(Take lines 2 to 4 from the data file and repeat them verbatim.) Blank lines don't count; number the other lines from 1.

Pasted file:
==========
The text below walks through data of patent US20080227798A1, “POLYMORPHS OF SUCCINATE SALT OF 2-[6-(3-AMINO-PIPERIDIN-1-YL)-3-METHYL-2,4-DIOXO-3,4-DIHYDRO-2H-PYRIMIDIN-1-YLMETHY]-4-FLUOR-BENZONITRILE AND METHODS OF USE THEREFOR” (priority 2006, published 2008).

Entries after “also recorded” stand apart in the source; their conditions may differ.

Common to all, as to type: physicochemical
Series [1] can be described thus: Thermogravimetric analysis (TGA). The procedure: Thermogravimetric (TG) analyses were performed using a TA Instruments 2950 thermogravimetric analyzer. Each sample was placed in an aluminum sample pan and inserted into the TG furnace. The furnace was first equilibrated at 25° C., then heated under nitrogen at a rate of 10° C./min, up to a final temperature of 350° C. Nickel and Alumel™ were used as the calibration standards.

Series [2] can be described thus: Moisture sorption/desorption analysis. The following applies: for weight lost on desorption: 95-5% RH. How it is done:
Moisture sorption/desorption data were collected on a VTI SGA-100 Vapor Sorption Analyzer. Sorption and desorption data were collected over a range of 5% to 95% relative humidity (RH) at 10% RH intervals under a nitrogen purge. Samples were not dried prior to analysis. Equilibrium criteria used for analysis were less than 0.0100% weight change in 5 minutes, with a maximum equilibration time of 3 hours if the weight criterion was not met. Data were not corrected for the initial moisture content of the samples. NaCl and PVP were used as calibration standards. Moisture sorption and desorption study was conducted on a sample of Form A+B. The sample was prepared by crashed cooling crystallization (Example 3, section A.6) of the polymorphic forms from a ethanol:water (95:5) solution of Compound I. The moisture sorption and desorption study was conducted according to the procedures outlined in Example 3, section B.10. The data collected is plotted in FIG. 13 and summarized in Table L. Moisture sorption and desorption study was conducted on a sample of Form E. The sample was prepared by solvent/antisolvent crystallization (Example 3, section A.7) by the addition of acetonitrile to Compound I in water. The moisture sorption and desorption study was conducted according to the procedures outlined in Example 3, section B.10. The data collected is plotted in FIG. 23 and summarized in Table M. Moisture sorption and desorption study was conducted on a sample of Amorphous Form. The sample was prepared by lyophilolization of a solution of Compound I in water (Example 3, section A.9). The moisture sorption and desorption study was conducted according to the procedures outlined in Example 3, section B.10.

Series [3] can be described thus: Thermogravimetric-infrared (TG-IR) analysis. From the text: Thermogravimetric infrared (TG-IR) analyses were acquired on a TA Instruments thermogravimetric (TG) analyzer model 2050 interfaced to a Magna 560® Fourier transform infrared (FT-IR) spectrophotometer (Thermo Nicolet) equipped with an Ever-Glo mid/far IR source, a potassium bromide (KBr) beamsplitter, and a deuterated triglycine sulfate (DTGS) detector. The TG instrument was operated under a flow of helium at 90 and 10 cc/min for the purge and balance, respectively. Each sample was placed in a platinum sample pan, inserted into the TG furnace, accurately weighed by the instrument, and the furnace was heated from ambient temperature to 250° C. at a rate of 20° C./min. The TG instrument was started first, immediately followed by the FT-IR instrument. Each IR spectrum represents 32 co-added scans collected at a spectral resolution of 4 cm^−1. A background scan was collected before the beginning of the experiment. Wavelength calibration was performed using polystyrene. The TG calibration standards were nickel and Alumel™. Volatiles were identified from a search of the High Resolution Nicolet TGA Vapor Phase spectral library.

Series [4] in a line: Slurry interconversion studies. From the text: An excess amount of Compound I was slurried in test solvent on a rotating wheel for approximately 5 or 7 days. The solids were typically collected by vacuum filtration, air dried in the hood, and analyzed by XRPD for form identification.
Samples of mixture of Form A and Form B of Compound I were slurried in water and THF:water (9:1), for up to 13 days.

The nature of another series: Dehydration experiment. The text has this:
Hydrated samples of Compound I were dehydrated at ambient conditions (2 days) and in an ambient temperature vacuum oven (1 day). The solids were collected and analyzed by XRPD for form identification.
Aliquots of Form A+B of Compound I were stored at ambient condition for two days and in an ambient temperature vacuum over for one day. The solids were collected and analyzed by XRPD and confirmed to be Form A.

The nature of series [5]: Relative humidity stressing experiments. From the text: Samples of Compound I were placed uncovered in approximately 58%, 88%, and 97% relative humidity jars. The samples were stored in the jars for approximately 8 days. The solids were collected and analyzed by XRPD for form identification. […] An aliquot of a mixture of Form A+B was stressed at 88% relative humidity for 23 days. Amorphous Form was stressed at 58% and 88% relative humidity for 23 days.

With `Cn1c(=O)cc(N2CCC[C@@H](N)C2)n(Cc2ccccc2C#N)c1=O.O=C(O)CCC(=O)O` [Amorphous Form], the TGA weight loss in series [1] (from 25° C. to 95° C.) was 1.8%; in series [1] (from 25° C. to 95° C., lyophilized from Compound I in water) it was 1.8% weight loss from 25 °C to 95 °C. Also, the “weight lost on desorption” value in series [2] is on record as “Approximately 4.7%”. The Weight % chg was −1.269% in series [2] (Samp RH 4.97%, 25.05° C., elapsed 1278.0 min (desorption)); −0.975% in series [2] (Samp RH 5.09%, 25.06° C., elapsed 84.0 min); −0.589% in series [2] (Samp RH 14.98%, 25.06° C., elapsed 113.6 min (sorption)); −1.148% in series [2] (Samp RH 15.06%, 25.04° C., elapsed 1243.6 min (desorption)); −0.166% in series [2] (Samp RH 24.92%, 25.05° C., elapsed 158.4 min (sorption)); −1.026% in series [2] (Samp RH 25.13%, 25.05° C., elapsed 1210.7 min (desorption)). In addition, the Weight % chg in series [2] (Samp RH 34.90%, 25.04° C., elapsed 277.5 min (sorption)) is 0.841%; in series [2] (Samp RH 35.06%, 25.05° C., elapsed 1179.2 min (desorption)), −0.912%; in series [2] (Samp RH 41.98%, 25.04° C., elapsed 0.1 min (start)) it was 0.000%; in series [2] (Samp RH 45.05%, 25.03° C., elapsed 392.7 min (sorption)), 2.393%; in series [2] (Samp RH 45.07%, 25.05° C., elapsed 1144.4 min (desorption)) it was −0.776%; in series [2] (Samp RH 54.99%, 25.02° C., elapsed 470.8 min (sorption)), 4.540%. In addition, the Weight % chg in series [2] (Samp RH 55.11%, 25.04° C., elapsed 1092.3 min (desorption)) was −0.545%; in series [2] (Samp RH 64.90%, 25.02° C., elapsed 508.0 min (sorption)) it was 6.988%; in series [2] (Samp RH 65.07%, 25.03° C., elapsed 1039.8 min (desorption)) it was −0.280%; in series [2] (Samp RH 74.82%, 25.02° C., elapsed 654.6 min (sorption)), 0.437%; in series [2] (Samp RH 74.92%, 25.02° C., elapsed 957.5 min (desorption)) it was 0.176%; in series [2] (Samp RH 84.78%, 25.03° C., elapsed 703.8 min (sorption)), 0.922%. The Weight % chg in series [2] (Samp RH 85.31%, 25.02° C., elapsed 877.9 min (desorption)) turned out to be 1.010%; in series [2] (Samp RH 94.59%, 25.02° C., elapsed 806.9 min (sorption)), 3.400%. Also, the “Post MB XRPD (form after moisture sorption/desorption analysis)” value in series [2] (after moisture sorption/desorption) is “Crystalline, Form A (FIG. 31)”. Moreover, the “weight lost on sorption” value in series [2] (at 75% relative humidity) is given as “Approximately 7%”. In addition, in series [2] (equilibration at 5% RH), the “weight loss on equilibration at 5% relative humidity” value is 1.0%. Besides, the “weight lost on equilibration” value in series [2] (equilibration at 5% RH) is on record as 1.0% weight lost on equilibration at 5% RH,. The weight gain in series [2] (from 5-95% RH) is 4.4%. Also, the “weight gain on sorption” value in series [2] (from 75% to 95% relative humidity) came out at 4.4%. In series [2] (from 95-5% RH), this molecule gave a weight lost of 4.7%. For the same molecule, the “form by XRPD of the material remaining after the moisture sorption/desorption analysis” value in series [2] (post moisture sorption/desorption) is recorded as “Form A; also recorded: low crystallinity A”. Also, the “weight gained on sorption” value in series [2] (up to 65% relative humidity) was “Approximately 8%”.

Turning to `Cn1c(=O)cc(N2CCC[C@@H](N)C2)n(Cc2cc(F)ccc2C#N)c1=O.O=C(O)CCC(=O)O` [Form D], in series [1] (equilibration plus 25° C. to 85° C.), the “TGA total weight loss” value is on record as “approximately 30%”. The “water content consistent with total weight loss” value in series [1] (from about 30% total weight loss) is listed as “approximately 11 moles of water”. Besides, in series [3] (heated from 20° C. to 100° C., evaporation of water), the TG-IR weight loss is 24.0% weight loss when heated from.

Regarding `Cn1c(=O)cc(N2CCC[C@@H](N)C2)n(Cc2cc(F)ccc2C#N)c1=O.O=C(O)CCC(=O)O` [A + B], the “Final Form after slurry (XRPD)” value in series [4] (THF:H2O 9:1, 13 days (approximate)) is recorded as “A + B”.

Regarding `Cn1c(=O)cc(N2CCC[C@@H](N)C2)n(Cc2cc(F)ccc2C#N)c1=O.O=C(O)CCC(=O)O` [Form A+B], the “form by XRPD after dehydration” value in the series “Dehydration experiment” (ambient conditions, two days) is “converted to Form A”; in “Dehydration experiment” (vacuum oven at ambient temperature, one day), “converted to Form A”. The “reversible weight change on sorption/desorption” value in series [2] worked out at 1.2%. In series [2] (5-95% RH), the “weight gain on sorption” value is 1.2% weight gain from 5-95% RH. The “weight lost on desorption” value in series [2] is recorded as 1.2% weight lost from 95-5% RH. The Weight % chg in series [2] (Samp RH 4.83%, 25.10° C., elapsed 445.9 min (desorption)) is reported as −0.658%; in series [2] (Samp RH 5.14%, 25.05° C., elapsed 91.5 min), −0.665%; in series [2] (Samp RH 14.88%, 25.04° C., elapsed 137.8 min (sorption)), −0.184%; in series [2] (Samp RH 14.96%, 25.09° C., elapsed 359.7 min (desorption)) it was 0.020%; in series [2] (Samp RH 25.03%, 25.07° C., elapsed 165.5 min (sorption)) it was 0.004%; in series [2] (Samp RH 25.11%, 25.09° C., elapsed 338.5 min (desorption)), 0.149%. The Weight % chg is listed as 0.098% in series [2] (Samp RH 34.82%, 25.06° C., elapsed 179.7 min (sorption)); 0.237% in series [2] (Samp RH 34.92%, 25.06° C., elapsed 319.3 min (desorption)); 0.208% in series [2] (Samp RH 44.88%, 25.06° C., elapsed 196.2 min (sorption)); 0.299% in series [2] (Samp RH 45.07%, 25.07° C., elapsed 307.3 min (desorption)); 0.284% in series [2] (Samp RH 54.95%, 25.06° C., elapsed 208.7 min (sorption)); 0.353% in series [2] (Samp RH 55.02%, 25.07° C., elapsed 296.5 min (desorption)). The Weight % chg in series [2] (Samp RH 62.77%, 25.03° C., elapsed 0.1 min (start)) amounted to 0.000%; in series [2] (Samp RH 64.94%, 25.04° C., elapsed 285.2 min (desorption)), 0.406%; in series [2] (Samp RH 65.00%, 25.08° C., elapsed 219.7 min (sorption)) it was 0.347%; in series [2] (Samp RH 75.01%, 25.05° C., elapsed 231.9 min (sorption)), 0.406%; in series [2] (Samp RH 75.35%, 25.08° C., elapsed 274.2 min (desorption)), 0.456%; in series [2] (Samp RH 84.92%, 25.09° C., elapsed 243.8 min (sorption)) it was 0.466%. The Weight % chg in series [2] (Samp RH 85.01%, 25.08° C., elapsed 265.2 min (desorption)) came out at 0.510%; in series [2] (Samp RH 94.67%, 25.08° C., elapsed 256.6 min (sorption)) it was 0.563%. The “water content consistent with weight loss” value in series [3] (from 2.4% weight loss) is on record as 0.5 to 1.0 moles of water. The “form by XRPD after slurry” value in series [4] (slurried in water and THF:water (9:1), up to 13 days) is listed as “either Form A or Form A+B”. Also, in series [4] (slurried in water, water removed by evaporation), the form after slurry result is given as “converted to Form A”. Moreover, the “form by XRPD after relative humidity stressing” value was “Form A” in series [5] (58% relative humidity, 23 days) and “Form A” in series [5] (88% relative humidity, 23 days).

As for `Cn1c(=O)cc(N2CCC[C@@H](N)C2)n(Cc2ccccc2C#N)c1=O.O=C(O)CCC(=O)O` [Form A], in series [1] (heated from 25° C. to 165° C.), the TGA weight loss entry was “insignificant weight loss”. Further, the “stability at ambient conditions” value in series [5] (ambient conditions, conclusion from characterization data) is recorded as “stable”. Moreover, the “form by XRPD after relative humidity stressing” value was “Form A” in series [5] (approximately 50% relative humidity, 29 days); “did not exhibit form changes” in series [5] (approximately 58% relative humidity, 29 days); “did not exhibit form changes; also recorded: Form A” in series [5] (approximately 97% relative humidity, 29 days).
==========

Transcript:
Entries after “also recorded” stand apart in the source; their conditions may differ.

Common to all, as to type: physicochemical
Series [1] can be described thus: Thermogravimetric analysis (TGA). The procedure: Thermogravimetric (TG) analyses were performed using a TA Instruments 2950 thermogravimetric analyzer. Each sample was placed in an aluminum sample pan and inserted into the TG furnace. The furnace was first equilibrated at 25° C., then heated under nitrogen at a rate of 10° C./min, up to a final temperature of 350° C. Nickel and Alumel™ were used as the calibration standards.